Workplace health and safety for nurses in Hong Kong Hospitals: An Occupational Health Service study

2017-10-09T05:14:23Z (GMT) by Yat Cheung Maggie Wong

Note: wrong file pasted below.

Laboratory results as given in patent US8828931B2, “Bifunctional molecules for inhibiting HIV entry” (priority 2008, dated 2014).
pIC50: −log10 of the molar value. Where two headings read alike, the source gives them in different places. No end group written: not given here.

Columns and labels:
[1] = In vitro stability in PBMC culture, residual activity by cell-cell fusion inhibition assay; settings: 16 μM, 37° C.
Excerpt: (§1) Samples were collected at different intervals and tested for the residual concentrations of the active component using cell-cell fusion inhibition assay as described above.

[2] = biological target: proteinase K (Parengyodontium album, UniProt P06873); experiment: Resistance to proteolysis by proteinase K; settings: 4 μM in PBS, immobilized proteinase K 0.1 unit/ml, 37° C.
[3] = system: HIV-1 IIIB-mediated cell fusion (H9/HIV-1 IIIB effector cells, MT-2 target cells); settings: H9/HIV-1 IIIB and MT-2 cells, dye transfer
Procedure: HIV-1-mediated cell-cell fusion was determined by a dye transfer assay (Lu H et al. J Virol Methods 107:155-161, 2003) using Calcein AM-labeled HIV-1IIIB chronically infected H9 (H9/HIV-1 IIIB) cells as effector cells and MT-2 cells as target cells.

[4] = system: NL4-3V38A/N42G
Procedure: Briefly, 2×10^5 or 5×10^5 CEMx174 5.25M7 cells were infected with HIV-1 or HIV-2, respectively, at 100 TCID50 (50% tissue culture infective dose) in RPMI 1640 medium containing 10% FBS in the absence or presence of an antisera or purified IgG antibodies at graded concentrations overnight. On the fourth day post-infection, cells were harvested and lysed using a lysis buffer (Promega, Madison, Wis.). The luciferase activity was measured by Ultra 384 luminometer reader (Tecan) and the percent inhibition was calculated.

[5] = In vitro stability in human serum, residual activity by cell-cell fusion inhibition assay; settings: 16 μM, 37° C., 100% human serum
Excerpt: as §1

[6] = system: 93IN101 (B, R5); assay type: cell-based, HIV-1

Working in a healthy and safe environment is a basic right for workers and is governed by local and international law with various levels of compliance in different countries and industries. In Hong Kong (HK) Occupational Health and Safety (OH&S) is governed by local and international laws. Compliance is a complicated issue encompassing the employer - employee relationship, the level and type of risk and the legal requirements. Some industries are at higher OH&S risk than others, for example health services. Health services also tend to have more invisible risks in the working environment compared with other industries and this presents a great challenge for those responsible for ensuring the OH&S of health care workers. The Avian Influenza epidemic in 1997, and later the severe acute respiratory syndrome (SARS) outbreak in 2003, lead to a public questioning of existing OH&S practices within HK. Following the avian influenza, the Occupational Safety and Health Ordinance (OS&HO) (Chap 509) was enacted in 1997 and together with Occupational Health Service Providers (OHSPs) had begun to play a key role in establishing healthy and safe work environments. <br> The purpose of this study is to explore, in the aftermath of the OS&HO, how HK hospitals are meeting the health and safety needs of nurses. This is the first study of workplace safety of nurses in HK hospitals, and the findings will present a significant first step in understanding current Occupational Health Service (OHS) concerns and current practices within hospitals in HK. Data collection was undertaken in two phases. Phase I Stage I employed a quantitative approach. A paper survey was used to collect the data on views of the OHSPs. The results then informed a qualitative approach in Phase I Stage II, a follow-up interview with a subset of OHSPs. Phase II Stage I also employed a quantitative approach and a paper survey to collect the data on the views of the registered nurses (RN) working in hospitals. The results informed Phase II Stage II which was a qualitative approach, a follow-up focus group study on the views of the Occupational Health Service Consumers (OHSCs) for further clarification and explanation of the Phase II and Stage I result. <br> The Phase II results reflecting HK OHSCs’ voices echo the OHSP feedback on the provision of OHS. Concern was raised about OHS and related policies and procedures. However, the most significant findings from the OHSC at Phase II Stage II revealed that nurses experienced a range of OHS concerns; most commonly work stress, workplace harassment and back strain without formal or official report to their supervisor. The lack of reporting was mainly due to past experience with the management incident handling attitudes and practices. This study reveals that HK hospitals are willing to invest resources into OH&S, which focus on providing a service such as an OHSP. However, the study found that OHSPs in the sample were not adequately meeting the needs of nurses or ensuring their workplace safety. This was demonstrated by the study’s major findings: lack of personal communication by OHSPs with nurses, failure to ensure accurate and complete reporting of OH&S incidents, and workplace safety and rehabilitation programs which lacked relevance for nurses. The most common OH&S issues for nurses have not been captured or reported in official reports due to under-reporting by nurses for a range of reasons. <br> Recommendations are made for developing a real working, workplace culture where OH&S competence for nurses is prioritised equally with clinical competence to advance the intentions of the OS&HO for this workforce at significant risk. The OHSPs are the key to success as the conduit between nurses with workplace health and safety risks, and employers prepared to spend money on programs of improvement. Yet OHSPs work in a complex environment where employers are perceived by nurses as uncaring and untrustworthy on OH&S matters and they are reluctant to provide data which may compromise their relationship with their employer. OHSPs therefore, need to be better prepared and supported in their complex role in affecting workplace culture change where stakeholders can have very different views on OH&S. They need to become dual qualified in Occupational Health (OH) and Occupational Safety (OS), with skills in research, communication, empowerment, rehabilitation and cultural awareness. Nurses, OHSPs and employers must also take ownership of their OHS competence to ensure nurses’ confidence in their workplace health and safety in Hong Kong hospitals.